I really like seeing coverage of Waller Creek in the Daily Texan and want to add some information to your story from Feb. 1.
Waller Creek is indeed an important resource for the Austin community, as well as the university, and we take our responsibilities for the creek very seriously. Over the last couple years, some may have noticed our Landscape Services division clearing out invasive plant species, adhering to a plan focused on improving safety, ecosystem rehabilitation, with targeted habitat creation. Landscape Services is continuously monitoring for trash, seeding bare areas with native grass and wildflower mixes, and installing natural erosion controls. They periodically organize native planting events with student volunteers as well.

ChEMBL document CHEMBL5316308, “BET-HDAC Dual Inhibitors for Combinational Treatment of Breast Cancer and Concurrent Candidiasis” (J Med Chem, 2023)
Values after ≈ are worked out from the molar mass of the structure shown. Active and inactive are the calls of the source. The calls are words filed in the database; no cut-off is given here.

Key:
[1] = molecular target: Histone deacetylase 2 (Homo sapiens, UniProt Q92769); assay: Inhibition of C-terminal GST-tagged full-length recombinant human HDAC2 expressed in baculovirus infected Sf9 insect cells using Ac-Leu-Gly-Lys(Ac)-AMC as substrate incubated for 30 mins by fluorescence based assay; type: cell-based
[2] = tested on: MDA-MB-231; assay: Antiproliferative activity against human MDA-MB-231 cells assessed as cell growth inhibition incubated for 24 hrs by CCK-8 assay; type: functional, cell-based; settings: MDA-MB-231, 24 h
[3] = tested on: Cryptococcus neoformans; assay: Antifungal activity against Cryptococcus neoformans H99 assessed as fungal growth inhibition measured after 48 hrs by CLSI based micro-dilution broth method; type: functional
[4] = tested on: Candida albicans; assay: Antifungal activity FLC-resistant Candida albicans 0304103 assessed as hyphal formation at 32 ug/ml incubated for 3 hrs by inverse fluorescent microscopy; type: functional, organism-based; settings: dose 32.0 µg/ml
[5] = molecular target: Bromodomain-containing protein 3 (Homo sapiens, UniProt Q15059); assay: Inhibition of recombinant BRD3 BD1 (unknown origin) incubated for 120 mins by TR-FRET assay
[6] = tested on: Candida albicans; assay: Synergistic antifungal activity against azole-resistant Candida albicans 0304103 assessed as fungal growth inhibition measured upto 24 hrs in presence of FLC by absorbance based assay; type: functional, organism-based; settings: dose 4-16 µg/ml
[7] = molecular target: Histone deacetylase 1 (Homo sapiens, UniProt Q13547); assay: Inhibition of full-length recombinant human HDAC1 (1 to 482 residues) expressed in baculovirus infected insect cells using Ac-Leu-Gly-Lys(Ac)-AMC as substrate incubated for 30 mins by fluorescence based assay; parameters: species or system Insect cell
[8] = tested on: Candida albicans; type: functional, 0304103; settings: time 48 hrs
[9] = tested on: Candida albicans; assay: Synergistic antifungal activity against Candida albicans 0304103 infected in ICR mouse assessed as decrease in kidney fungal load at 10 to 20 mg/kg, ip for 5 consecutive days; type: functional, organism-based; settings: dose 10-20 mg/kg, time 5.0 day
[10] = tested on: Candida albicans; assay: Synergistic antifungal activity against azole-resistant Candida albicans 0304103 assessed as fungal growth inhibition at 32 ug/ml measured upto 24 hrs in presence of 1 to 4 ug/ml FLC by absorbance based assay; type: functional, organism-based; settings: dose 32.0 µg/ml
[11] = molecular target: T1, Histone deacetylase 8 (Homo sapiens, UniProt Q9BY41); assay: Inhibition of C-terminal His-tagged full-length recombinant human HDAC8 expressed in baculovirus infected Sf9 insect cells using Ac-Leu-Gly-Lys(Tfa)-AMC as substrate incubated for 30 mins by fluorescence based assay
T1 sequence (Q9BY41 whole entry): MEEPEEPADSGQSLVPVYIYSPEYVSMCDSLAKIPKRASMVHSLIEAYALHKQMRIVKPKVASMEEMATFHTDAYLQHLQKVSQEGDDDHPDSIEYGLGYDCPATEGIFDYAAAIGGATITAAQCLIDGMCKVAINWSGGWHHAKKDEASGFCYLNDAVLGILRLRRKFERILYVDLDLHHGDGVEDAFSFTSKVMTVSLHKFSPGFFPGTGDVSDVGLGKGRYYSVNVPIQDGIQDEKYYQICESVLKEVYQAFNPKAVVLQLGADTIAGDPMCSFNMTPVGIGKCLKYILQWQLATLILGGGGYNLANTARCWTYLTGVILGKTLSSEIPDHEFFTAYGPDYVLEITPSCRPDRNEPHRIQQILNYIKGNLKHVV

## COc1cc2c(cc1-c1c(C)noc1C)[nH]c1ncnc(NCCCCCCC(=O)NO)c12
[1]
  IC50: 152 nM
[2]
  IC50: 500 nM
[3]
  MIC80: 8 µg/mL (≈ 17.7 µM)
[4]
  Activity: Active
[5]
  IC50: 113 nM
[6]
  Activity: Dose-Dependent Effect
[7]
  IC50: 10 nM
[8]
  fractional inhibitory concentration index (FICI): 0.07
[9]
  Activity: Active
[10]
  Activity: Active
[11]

Environmental Health and Safety coordinates two Waller Creek Clean-Ups every year (next one this spring — sign up here to learn more about clean-ups and planting events).
The university is also planning for the future of the creek, so check out the 2012 Campus Master Plan, and look for a Waller Creek specific plan later this year.
Most recently, the university completed restoration of Waller Creek through the Dell Med Health District, becoming the first SITESv2 Gold certified project in Texas (SITES was developed jointly by the Lady Bird Johnson Wildflower Center and UT-Austin School of Architecture). During the health district construction, university planners began an ongoing collaboration with the Waller Creek Conservancy.
There are also numerous faculty who use Waller Creek as part of their teaching and curriculum, a true example of a campus as a living lab. And we frequently help set up tours of Waller Creek for undergraduate and graduate classes as well as campus visitors.
The university’s love for the creek is reflected in its ongoing efforts to manage and improve the quality of the water in collaboration with our partners that share this important responsibility.
Jim Walker is Director of the UT Office of Sustainability.